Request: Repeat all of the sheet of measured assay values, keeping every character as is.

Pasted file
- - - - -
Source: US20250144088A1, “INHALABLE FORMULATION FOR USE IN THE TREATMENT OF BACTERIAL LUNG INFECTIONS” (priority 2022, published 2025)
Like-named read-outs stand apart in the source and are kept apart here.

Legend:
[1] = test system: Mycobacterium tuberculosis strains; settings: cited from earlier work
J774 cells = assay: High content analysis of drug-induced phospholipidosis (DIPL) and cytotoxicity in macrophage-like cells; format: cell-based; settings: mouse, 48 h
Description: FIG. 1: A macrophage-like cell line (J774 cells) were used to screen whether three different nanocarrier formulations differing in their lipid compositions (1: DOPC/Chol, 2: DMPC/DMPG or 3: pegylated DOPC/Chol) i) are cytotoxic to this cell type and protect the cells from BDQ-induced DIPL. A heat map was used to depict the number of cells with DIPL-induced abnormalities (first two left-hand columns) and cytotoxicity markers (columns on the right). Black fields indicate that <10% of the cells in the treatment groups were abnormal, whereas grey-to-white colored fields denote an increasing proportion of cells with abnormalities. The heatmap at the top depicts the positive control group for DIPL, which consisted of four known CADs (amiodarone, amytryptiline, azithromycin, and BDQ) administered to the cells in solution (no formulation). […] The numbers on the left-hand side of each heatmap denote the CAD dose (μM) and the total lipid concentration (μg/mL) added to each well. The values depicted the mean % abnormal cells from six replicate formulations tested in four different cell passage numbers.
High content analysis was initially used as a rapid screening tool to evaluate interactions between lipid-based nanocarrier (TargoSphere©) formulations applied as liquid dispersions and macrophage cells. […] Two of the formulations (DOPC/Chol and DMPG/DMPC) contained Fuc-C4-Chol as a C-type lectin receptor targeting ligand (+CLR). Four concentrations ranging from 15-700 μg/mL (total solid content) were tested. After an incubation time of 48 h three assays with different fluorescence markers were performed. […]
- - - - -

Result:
Source: US20250144088A1, “INHALABLE FORMULATION FOR USE IN THE TREATMENT OF BACTERIAL LUNG INFECTIONS” (priority 2022, published 2025)
Like-named read-outs stand apart in the source and are kept apart here.

Legend:
[1] = test system: Mycobacterium tuberculosis strains; settings: cited from earlier work
J774 cells = assay: High content analysis of drug-induced phospholipidosis (DIPL) and cytotoxicity in macrophage-like cells; format: cell-based; settings: mouse, 48 h
Description: FIG. 1: A macrophage-like cell line (J774 cells) were used to screen whether three different nanocarrier formulations differing in their lipid compositions (1: DOPC/Chol, 2: DMPC/DMPG or 3: pegylated DOPC/Chol) i) are cytotoxic to this cell type and protect the cells from BDQ-induced DIPL. A heat map was used to depict the number of cells with DIPL-induced abnormalities (first two left-hand columns) and cytotoxicity markers (columns on the right). Black fields indicate that <10% of the cells in the treatment groups were abnormal, whereas grey-to-white colored fields denote an increasing proportion of cells with abnormalities. The heatmap at the top depicts the positive control group for DIPL, which consisted of four known CADs (amiodarone, amytryptiline, azithromycin, and BDQ) administered to the cells in solution (no formulation). […] The numbers on the left-hand side of each heatmap denote the CAD dose (μM) and the total lipid concentration (μg/mL) added to each well. The values depicted the mean % abnormal cells from six replicate formulations tested in four different cell passage numbers.
High content analysis was initially used as a rapid screening tool to evaluate interactions between lipid-based nanocarrier (TargoSphere©) formulations applied as liquid dispersions and macrophage cells. […] Two of the formulations (DOPC/Chol and DMPG/DMPC) contained Fuc-C4-Chol as a C-type lectin receptor targeting ligand (+CLR). Four concentrations ranging from 15-700 μg/mL (total solid content) were tested. After an incubation time of 48 h three assays with different fluorescence markers were performed. […]